Bob’s Lipogram

on Aug 16 in Uncategorized by

Sometime in the Spring of 2005, Bob Gallagher finally got an email address and an internet connection. This is an excerpt from a message he sent me last July 5th:

Don —

Sometimes inhibition has the same effect as boundless license! The form is profoundly inhibiting but the effect is loose and dreamy, almost surrealist. Such is the strategy of the Oulipo (Ouvroir de Litterature Potentielle), an experimentalist literary movement founded by Marcel Duchamp and Georges Perec in the middle of the last century.

The idea is to express oneself from the straightjacket of various extreme forms of literary constraint. Perec, for example, is notorious for having written an entire novel without using the letter E. What is perhaps even more remarkable is the fact that somebody with a lot of time on his hands translated the work into English! The term for that kind of literary gimmick is a lipogram. I composed an e-less lipogram myself a few years ago, and its very theme is the traumatic inhibition of the letter:


Call it mystical prophylactic or simply paranoid inhibition. Though nothing outwardly profound, it is a thing which I cannot unfold to you,–which notwithstanding I can still talk about (within strict limits) by a kind of scanting circumlocution. Struggling in bonds of such constraint, I mouth to you now this paranomasia, or pun, in allusion to my obstruction: I can say nothing with “facility.”

Morning tugs at my lids. I pull back my quilt. I find a mirror. I confront a wry man squinting back from it, his hair untidy, looking as if in pain. I call him Mirror Guy. My skull is throbbing! His, too, I’d say, from a quick look at him! (Drinking bout last night?) I turn away, look at my hands. Both display stains of dry blood. But I am not cut — no sign of wounds at all upon my two bloody hands! Who might I wish to harm? Nobody, I think. Nobody? Ah, if only my constraint might lift! If only I could show a bit of “facility!”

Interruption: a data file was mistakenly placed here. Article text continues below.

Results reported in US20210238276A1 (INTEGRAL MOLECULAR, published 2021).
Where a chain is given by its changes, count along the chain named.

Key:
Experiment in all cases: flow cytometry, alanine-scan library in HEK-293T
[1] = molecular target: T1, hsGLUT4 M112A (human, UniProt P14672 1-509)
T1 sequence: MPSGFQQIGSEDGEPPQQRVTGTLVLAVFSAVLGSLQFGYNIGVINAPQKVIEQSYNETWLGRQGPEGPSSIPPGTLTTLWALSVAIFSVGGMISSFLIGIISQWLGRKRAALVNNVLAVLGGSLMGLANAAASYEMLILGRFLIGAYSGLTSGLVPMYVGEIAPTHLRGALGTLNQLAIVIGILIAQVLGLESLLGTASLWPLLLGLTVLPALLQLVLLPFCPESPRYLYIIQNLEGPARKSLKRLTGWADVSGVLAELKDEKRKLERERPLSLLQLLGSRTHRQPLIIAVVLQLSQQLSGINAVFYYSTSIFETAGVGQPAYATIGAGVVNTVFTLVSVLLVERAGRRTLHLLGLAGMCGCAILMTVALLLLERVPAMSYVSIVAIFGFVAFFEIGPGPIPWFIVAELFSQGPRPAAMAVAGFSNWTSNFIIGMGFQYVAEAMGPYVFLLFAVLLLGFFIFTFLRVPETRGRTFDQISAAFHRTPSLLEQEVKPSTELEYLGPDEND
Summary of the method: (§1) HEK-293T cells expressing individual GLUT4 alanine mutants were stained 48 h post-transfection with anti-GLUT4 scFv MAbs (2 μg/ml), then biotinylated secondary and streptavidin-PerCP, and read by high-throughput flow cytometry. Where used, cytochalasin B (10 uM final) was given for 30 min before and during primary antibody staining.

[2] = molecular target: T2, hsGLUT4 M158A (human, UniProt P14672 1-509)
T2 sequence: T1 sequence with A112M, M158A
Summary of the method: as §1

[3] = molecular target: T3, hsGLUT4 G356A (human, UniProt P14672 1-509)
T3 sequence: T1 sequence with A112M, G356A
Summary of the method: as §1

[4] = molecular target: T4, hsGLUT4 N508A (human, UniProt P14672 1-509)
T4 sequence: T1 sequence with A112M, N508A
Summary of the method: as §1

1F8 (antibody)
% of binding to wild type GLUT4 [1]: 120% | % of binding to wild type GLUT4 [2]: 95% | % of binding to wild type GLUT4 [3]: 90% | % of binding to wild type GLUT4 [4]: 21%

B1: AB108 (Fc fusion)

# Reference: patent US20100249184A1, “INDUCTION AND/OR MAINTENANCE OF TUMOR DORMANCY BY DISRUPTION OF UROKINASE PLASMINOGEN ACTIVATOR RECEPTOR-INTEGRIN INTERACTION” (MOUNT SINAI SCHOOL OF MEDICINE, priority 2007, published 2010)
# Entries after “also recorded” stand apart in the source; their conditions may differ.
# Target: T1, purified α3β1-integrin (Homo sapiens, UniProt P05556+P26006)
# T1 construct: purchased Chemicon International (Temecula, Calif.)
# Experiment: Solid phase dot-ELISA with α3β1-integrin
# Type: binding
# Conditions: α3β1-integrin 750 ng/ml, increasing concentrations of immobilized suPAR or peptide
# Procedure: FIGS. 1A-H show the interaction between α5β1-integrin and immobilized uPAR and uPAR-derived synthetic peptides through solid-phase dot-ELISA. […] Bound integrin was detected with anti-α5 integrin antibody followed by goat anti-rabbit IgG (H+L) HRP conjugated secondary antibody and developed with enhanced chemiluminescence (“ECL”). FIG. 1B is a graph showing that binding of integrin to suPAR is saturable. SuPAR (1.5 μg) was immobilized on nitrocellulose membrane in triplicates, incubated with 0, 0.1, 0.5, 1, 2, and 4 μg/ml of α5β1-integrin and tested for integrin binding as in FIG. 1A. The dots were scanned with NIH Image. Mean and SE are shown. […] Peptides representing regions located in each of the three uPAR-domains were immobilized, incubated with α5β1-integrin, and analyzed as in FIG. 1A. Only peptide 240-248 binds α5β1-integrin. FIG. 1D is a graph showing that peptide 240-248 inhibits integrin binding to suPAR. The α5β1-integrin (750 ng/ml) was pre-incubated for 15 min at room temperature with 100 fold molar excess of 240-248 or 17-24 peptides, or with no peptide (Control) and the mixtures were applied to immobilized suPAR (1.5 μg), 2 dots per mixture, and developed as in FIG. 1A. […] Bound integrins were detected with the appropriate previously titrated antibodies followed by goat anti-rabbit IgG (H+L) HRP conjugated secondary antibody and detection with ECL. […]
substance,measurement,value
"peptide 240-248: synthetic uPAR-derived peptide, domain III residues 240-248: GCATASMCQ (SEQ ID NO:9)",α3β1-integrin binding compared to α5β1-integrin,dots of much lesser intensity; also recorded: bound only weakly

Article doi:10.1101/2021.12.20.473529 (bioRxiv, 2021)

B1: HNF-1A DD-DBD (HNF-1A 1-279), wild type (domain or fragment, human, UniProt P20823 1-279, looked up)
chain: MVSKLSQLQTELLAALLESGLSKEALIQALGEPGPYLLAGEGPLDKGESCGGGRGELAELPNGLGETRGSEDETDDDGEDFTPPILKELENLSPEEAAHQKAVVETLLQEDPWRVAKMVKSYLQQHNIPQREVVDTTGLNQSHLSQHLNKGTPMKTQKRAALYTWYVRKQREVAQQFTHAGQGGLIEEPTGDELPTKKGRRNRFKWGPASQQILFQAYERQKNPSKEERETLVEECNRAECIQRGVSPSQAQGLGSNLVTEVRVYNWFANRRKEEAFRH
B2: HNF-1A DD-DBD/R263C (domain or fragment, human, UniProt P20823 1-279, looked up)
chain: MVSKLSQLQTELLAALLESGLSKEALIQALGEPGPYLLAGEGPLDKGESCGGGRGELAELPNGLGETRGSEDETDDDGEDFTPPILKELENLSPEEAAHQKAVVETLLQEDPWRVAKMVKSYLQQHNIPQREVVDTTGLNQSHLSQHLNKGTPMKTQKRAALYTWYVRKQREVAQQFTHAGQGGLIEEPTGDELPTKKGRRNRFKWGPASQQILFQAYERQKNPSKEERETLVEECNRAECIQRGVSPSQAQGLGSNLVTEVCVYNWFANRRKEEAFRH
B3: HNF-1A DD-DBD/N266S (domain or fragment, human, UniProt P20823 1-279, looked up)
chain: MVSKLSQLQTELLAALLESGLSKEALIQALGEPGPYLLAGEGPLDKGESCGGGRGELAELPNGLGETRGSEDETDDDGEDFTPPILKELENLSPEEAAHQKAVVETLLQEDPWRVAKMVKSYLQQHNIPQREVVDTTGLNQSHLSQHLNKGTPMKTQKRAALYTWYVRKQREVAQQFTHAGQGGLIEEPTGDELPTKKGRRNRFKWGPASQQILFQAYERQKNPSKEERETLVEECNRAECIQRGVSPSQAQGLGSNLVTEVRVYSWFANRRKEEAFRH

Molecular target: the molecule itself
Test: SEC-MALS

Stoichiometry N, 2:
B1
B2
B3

A lack of “facility” all but damns my soul! I cannot think straight! In this lurid nightspot an ugly violation occurs. Buxom girls swilling gin. I find difficulty calling it back. Dim lights. Noisy throats and clinking glass and loud music. And my own raging shout! My hand at a girl’s throat — my right hand aloft, brandishing a glinting shard of glass!

What did I do? Am I mad? I think I am mad. What “facility” am I raving about? It wants forth from my guilty throat! My God! What did I do to that poor young girl? Vainly do I contort my thoughts to banish all taint of that outcry, which must indict my foul soul for all and always! My inhibition snaps apart! My guilt bursts forth from my lungs! That cry! That girl’s horrific outcry!


The pun in the story is discovered if you replace “facility” with “ease.”

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